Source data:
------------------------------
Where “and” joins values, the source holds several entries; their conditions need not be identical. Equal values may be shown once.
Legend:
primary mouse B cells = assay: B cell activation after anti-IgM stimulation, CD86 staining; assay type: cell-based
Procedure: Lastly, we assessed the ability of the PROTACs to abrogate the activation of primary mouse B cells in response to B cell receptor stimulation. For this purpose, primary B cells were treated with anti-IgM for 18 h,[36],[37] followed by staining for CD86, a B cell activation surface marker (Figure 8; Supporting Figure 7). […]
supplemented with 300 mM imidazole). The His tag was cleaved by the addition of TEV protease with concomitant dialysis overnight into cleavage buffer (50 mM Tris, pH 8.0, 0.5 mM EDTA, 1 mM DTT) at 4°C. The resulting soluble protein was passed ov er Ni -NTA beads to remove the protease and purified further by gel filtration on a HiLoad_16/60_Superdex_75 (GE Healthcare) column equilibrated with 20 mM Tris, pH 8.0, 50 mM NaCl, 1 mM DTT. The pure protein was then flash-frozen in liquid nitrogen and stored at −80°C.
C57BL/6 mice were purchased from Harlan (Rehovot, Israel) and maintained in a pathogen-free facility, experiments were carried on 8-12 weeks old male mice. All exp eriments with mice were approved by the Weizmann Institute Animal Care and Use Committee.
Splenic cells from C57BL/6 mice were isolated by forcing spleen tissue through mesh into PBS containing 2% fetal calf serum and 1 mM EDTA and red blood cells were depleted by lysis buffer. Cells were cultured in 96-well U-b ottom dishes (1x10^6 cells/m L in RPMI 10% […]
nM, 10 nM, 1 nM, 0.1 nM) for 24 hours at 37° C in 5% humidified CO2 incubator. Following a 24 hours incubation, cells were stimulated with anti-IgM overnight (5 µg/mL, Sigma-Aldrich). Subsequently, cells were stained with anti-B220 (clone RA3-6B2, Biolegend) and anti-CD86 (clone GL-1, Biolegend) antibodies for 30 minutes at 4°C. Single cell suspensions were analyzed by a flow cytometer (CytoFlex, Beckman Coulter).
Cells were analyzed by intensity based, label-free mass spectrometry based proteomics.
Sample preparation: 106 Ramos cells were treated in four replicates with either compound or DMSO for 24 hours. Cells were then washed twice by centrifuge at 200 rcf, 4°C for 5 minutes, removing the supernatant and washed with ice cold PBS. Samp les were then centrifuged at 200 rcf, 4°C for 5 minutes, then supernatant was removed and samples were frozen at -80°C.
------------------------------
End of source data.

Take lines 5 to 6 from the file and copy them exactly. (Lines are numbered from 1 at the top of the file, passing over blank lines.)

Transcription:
supplemented with 300 mM imidazole). The His tag was cleaved by the addition of TEV protease with concomitant dialysis overnight into cleavage buffer (50 mM Tris, pH 8.0, 0.5 mM EDTA, 1 mM DTT) at 4°C. The resulting soluble protein was passed ov er Ni -NTA beads to remove the protease and purified further by gel filtration on a HiLoad_16/60_Superdex_75 (GE Healthcare) column equilibrated with 20 mM Tris, pH 8.0, 50 mM NaCl, 1 mM DTT. The pure protein was then flash-frozen in liquid nitrogen and stored at −80°C.
C57BL/6 mice were purchased from Harlan (Rehovot, Israel) and maintained in a pathogen-free facility, experiments were carried on 8-12 weeks old male mice. All exp eriments with mice were approved by the Weizmann Institute Animal Care and Use Committee.